Cyanotech grows its algae products at its an open pond facility on the Kona Coast of Hawaii’s Big Island. The company in the past several years has pursued a strategy of moving more toward becoming a vertically integrated manufacturer of finished dietary supplements and has stepped back from its bulk ingredients supply business.
The company reported a 0.9% rise in net sales in its third quarter that ended on Dec. 31, 2016. Net sales for the period were $7.6 million, compared to $7.5 million for the same period a year earlier. Gross profit margin was down, though; the company reported $2.9 million in gross profit compared to $3 million for the same period in 2015.
“Our results continue to reflect the strategic focus on our own branded, packaged products sold through retail and online channels, and improving our margins,” said Gerry Cysewski, Ph.D., Cyanotech’s president and CEO “Net sales were driven by a 4.3% increase in sales of our packaged products offset by a 15.5% decrease in sales of our bulk products. Sales of our BioAstin packaged products were up 10%, driven by our Costco expansion and higher demand from international customers. Packaged Hawaiian Spirulina Pacifica sales were down 7% due to lower volume resulting from a reduction in the level of discounts we offer as we transition to higher margin channels.”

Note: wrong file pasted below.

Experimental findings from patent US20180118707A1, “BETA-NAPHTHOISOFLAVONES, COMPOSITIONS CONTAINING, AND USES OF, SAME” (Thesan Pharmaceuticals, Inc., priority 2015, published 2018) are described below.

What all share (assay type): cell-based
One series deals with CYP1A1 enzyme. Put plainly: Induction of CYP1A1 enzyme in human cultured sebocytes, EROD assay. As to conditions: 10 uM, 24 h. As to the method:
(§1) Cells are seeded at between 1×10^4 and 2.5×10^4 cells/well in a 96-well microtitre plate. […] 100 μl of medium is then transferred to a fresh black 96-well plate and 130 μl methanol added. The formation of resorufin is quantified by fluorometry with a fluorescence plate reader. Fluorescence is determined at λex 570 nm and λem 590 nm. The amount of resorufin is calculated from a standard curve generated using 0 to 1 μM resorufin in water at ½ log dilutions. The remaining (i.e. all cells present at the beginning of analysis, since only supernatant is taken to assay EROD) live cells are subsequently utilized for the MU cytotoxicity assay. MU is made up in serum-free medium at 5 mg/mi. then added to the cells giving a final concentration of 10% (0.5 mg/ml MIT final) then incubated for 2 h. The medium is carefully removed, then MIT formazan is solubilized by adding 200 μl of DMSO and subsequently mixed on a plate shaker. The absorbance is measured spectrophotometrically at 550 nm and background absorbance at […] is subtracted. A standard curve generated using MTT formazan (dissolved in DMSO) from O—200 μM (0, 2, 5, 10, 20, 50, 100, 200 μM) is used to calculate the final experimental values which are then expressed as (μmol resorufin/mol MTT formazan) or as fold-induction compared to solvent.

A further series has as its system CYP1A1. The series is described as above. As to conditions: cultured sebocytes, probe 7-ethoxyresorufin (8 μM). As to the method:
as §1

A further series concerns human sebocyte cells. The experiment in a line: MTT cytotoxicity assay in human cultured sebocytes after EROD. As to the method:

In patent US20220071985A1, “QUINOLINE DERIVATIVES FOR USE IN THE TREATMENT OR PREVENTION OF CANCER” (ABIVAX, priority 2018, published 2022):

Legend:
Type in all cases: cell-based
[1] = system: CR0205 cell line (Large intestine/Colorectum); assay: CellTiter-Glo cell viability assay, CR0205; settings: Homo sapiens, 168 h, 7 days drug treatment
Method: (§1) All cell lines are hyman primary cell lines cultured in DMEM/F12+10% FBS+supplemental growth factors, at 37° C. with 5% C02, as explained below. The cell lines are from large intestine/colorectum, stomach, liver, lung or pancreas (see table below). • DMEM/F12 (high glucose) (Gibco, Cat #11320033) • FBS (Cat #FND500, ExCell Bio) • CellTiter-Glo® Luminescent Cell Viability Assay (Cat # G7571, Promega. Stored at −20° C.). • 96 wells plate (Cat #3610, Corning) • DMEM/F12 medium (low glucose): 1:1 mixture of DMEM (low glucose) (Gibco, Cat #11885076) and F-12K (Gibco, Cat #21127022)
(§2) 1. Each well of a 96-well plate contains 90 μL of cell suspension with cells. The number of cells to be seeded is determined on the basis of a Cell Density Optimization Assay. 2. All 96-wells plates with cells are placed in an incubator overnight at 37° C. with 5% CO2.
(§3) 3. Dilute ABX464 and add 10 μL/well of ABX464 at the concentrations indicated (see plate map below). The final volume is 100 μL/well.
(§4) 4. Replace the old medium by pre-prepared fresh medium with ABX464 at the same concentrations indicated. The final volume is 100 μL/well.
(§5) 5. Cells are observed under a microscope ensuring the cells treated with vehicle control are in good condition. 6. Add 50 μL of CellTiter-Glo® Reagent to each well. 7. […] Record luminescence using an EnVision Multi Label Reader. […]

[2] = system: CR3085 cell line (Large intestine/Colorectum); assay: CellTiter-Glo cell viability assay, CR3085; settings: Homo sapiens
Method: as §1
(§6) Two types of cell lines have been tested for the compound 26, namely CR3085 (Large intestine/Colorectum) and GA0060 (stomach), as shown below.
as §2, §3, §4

Costs continue to drag on results
Cyanotech continues to struggle with high costs leading to losses. For the first three quarters of the company’s fiscal 2016, the company lost almost $1 million, or 17 cents per diluted share. That compared to a loss of $341,000, or six cents a share, for the same period a year earlier. For the trailing 12 months, or 2016 taken as a whole, the company lost $5 million on $33 million in sales. That compared to a loss of $511,000 on $32.2 million in sales in calendar 2014.
The increase in reported costs was attributed to higher issues connected to spirulina and astaxanthin production. The company did not break down exactly what led to those higher costs, other than to say the spirulina issue was a “non-inventoriable” cost. And it did say that lower astaxanthin production in the first two months of the year boosted costs per kilo. While Cyanotech declined to be more specific about its production issues, other open pond algae producers have had to interrupt production from time to time for unscheduled cleaning and sanitation of ponds.
Investment firm Meridian OHC Partners now owns almost 13% of the stock of Cyanotech, and has been pushing the company to speed up the process of bringing additional astaxanthin supply capacity online.